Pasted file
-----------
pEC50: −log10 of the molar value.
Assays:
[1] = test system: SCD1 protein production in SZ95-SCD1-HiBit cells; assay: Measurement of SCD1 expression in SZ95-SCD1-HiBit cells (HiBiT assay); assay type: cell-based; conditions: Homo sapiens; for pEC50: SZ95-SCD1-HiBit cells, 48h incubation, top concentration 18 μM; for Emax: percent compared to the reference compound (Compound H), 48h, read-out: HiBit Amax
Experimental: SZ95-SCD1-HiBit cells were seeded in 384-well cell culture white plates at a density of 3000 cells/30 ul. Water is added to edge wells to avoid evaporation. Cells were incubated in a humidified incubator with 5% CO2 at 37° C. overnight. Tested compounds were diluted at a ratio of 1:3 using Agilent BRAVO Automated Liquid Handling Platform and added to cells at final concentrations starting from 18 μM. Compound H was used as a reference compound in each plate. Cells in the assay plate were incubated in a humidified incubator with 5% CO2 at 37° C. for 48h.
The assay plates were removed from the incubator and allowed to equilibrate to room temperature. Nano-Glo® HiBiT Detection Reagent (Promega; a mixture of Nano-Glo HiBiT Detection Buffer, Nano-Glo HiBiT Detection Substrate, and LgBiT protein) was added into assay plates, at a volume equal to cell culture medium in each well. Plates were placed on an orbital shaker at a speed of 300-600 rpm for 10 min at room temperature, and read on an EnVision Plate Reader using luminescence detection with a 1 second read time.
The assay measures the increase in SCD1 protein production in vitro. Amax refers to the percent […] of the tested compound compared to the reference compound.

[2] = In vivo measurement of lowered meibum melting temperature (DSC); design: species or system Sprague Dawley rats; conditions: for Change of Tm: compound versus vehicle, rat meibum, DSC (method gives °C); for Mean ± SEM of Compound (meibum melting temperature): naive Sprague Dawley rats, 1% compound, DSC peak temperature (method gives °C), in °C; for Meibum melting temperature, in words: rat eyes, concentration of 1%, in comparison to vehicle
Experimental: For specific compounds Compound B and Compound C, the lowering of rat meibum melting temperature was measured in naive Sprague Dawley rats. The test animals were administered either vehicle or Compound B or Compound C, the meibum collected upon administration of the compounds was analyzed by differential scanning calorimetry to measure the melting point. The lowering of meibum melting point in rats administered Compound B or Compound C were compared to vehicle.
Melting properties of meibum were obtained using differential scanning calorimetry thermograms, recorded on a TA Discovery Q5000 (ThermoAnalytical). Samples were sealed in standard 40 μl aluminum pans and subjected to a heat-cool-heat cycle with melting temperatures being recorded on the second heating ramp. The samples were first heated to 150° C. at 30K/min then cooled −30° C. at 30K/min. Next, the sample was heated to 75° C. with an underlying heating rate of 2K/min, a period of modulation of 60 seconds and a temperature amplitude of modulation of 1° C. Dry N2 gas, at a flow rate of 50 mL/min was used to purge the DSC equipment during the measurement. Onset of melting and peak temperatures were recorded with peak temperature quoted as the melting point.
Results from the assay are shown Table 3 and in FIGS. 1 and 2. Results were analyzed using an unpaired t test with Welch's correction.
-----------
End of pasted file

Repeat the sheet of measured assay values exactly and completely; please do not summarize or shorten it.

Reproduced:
pEC50: −log10 of the molar value.
Assays:
[1] = test system: SCD1 protein production in SZ95-SCD1-HiBit cells; assay: Measurement of SCD1 expression in SZ95-SCD1-HiBit cells (HiBiT assay); assay type: cell-based; conditions: Homo sapiens; for pEC50: SZ95-SCD1-HiBit cells, 48h incubation, top concentration 18 μM; for Emax: percent compared to the reference compound (Compound H), 48h, read-out: HiBit Amax
Experimental: SZ95-SCD1-HiBit cells were seeded in 384-well cell culture white plates at a density of 3000 cells/30 ul. Water is added to edge wells to avoid evaporation. Cells were incubated in a humidified incubator with 5% CO2 at 37° C. overnight. Tested compounds were diluted at a ratio of 1:3 using Agilent BRAVO Automated Liquid Handling Platform and added to cells at final concentrations starting from 18 μM. Compound H was used as a reference compound in each plate. Cells in the assay plate were incubated in a humidified incubator with 5% CO2 at 37° C. for 48h.
The assay plates were removed from the incubator and allowed to equilibrate to room temperature. Nano-Glo® HiBiT Detection Reagent (Promega; a mixture of Nano-Glo HiBiT Detection Buffer, Nano-Glo HiBiT Detection Substrate, and LgBiT protein) was added into assay plates, at a volume equal to cell culture medium in each well. Plates were placed on an orbital shaker at a speed of 300-600 rpm for 10 min at room temperature, and read on an EnVision Plate Reader using luminescence detection with a 1 second read time.
The assay measures the increase in SCD1 protein production in vitro. Amax refers to the percent […] of the tested compound compared to the reference compound.

[2] = In vivo measurement of lowered meibum melting temperature (DSC); design: species or system Sprague Dawley rats; conditions: for Change of Tm: compound versus vehicle, rat meibum, DSC (method gives °C); for Mean ± SEM of Compound (meibum melting temperature): naive Sprague Dawley rats, 1% compound, DSC peak temperature (method gives °C), in °C; for Meibum melting temperature, in words: rat eyes, concentration of 1%, in comparison to vehicle
Experimental: For specific compounds Compound B and Compound C, the lowering of rat meibum melting temperature was measured in naive Sprague Dawley rats. The test animals were administered either vehicle or Compound B or Compound C, the meibum collected upon administration of the compounds was analyzed by differential scanning calorimetry to measure the melting point. The lowering of meibum melting point in rats administered Compound B or Compound C were compared to vehicle.
Melting properties of meibum were obtained using differential scanning calorimetry thermograms, recorded on a TA Discovery Q5000 (ThermoAnalytical). Samples were sealed in standard 40 μl aluminum pans and subjected to a heat-cool-heat cycle with melting temperatures being recorded on the second heating ramp. The samples were first heated to 150° C. at 30K/min then cooled −30° C. at 30K/min. Next, the sample was heated to 75° C. with an underlying heating rate of 2K/min, a period of modulation of 60 seconds and a temperature amplitude of modulation of 1° C. Dry N2 gas, at a flow rate of 50 mL/min was used to purge the DSC equipment during the measurement. Onset of melting and peak temperatures were recorded with peak temperature quoted as the melting point.
Results from the assay are shown Table 3 and in FIGS. 1 and 2. Results were analyzed using an unpaired t test with Welch's correction.